Meet the Online MHA Faculty: A Conversation with Professor Julene Campion

Julene Campion

Can you tell the story about what brought you to your career in healthcare?

I was working for a global manufacturing company and responsible for launching a new retail concept. Unfortunately, within a few months after the first store opened, the company decided to exit the business. I was given a three-month termination notice. I vividly recall sitting in my office in tears when it hit me that I was  going to be unemployed. Nevertheless, I tried to find the silver lining in this setback. I thought to myself, “This is your chance to be very intentional about your next career move. Try and find a role in an industry where you can make a positive impact on others.” That was the day, almost  15 years ago, when I chose a healthcare career as a human resources leader. I’ve never looked back. 



What are the essential traits and experiences for leadership in healthcare?

Leaders in healthcare must be selfless and purpose-driven, consistently live and breathe the values of the organization. They must be customer-centric with a laser-like focus on the patient and family experience. It is essential for healthcare leaders to have strong business and financial acumen and understand the intersections of quality, safety, revenue generation, and reimbursement models. Finally, a healthcare leader must be emotionally intelligent. They must be highly self-aware, lifelong learners, resilient, trustworthy, transparent, respectful, and kind.


What is the blueprint for a successful change management initiative?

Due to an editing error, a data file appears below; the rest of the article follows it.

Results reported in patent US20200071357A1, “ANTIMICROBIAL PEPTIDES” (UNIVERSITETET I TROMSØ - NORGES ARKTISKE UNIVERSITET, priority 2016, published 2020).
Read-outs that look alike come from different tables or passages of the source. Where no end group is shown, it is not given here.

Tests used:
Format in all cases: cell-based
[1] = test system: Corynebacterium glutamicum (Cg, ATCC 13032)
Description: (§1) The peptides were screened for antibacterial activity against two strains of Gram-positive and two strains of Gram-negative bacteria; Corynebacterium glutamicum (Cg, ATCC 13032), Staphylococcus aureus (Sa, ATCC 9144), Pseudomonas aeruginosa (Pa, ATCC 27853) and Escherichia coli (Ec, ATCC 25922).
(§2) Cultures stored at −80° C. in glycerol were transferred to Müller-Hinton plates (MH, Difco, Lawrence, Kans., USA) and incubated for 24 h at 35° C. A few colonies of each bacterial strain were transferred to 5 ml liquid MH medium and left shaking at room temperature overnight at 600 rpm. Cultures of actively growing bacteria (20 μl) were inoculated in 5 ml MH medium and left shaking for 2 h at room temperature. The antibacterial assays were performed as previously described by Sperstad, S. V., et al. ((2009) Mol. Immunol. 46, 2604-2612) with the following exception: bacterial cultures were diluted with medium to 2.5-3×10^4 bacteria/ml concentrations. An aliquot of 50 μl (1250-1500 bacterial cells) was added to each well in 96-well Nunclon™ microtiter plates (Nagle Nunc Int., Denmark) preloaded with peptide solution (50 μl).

1. Connect: Before fully developing the plan for change, connect with the key stakeholders who will be most impacted by the change.
  2. Communicate: Create an honest and respectful conversation and share why the change is needed. Create two-way dialogue by asking thoughtful and sincere questions to fully understand and appreciate the change’s impact. Determine the best path forward once you fully understand the effects of the change.
  3. Collaborate: Enlist change champions or a cross-functional workgroup to help implement the change. When people are part of creating the plan, they begin to move toward acceptance more quickly.
  4. Check In: Once implemented, check in frequently (daily/weekly) with those most impacted by the change. Remember, everyone moves through change at their rhythm & pace, so be empathetic and patient. 
  5. Continuous Improvement: Adopt an attitude of continuous improvement. Following any change management initiative, schedule a meeting to review lessons learned with those involved in the initiative. Ask these questions: 
  • What should we do next time? (start)
  • What should we not do next time? (stop)
  • What should we continue to do next time?(continue)


Looking back, what are the catalysts or inflection points in your career?

The biggest catalyst in my career was when I earned my master’s degree. Pursuing a graduate degree while I was in my mid-forties wasn’t part of my plan. However, I realized that in healthcare credentials matter, so I enrolled in an accelerated online program.  Four months after graduation, I was recruited by a health system into a Vice President role.


Are you working on any exciting new projects now? How will they impact the world?

I am currently working with our Chief Informatics and Data Officer (CIDO) to create a strategic workforce plan (SWP) at Geisinger. Our goal is to develop a predictive modeling tool to enhance our ability to proactively recruit, reskill, and retain talent in support of the organization’s three strategic priorities:

1. Manage total health

2. Ease of use

3. Performance excellence